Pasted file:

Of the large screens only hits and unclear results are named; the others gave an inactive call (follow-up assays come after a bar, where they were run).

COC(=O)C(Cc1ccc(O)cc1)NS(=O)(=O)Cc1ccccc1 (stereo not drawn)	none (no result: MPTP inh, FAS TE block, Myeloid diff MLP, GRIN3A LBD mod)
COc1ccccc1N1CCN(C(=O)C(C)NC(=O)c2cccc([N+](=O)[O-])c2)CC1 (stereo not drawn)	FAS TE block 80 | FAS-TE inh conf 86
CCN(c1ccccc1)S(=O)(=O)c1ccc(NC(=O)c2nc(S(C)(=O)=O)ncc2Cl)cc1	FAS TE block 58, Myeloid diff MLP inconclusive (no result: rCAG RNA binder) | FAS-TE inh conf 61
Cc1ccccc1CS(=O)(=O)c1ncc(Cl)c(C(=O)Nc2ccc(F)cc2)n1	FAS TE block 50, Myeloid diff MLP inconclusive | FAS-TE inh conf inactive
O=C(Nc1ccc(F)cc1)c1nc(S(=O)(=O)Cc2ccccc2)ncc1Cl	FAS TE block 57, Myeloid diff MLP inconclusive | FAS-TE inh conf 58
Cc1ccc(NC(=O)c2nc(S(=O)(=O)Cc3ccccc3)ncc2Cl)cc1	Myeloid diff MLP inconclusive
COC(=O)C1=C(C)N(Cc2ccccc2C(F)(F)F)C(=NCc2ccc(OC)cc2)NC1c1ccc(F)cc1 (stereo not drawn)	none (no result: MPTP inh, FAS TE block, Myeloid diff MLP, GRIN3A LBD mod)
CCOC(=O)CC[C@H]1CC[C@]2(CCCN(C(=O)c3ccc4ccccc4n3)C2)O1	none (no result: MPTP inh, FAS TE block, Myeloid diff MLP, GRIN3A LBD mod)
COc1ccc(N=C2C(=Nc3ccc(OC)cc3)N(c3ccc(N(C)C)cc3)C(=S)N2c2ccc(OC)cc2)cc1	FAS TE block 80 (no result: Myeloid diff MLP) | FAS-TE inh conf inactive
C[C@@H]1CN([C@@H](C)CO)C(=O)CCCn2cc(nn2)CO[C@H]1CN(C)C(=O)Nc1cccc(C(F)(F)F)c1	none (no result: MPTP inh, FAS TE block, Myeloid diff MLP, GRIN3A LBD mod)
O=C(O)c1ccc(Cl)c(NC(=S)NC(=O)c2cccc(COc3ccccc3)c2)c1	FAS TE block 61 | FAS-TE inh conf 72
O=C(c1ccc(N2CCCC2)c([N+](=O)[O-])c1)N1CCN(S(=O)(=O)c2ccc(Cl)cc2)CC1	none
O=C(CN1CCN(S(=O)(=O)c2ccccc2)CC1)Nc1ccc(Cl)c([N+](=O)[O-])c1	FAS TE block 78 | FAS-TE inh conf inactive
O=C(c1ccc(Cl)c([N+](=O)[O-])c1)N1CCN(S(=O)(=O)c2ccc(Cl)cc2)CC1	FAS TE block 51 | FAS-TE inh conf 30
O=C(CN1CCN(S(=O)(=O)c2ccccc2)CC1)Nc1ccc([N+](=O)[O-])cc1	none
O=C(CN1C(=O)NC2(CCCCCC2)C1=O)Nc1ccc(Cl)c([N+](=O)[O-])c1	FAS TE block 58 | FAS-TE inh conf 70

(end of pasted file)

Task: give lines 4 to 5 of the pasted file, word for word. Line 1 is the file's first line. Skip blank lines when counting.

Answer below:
CCN(c1ccccc1)S(=O)(=O)c1ccc(NC(=O)c2nc(S(C)(=O)=O)ncc2Cl)cc1	FAS TE block 58, Myeloid diff MLP inconclusive (no result: rCAG RNA binder) | FAS-TE inh conf 61
Cc1ccccc1CS(=O)(=O)c1ncc(Cl)c(C(=O)Nc2ccc(F)cc2)n1	FAS TE block 50, Myeloid diff MLP inconclusive | FAS-TE inh conf inactive